Background/aims: Cirrhosis mortality has registered large changes over the last few decades.
Methods: Age-standardized (world standard) cirrhosis mortality rates per 100,000 were computed for 41 countries worldwide over the period 1980-2002 using data from the WHO mortality database.
Results: In the early 1980s, the highest rates were in Mexico, Chile (around 55/100,000 men and over 14/100,000 women), France, Italy, Portugal, Austria, Hungary and Romania (around 30-35/100,000 men and 10-15/100,000 women). Mortality from cirrhosis has been steadily declining in most countries worldwide since the mid or late 1970s (annual percent change, APC, between -5% and -1.5% in the last decade only for both sexes). In southern Europe, rates in the early 2000s were less than halved compared to earlier decades. In contrast, rates have been rising in Eastern European countries to reach extremely high values in the mid 1990s, and declined only thereafter. In the UK rates were still steadily rising (APC around +7% in men and +3% in women from England and Wales, and +9% in men and +7% in women from Scotland).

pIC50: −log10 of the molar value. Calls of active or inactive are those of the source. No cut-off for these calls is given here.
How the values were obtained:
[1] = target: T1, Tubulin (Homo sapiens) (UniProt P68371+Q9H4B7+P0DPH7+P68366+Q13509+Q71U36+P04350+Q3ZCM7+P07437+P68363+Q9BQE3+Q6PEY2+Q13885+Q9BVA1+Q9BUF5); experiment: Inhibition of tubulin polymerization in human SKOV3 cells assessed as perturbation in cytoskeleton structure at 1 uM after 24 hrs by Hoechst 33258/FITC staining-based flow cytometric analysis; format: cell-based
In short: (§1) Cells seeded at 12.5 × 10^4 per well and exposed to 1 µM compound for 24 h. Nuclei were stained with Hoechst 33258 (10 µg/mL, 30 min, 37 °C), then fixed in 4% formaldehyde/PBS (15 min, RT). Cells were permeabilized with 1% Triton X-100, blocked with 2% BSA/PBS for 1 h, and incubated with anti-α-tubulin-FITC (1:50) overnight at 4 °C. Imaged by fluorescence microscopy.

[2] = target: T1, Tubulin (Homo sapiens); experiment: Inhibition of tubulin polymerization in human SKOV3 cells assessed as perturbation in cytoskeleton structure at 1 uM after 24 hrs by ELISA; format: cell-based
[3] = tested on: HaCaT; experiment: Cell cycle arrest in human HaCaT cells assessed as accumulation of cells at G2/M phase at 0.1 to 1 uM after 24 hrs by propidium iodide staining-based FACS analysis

Conclusions: Mortality from cirrhosis shows favourable trends in most countries of the world, following the reduction in alcohol consumption and hepatitis B and C virus infection. The steady upward trends observed over more recent calendar periods in the UK and central and eastern European countries are attributed to the persistent increase in the prevalence of alcohol consumption.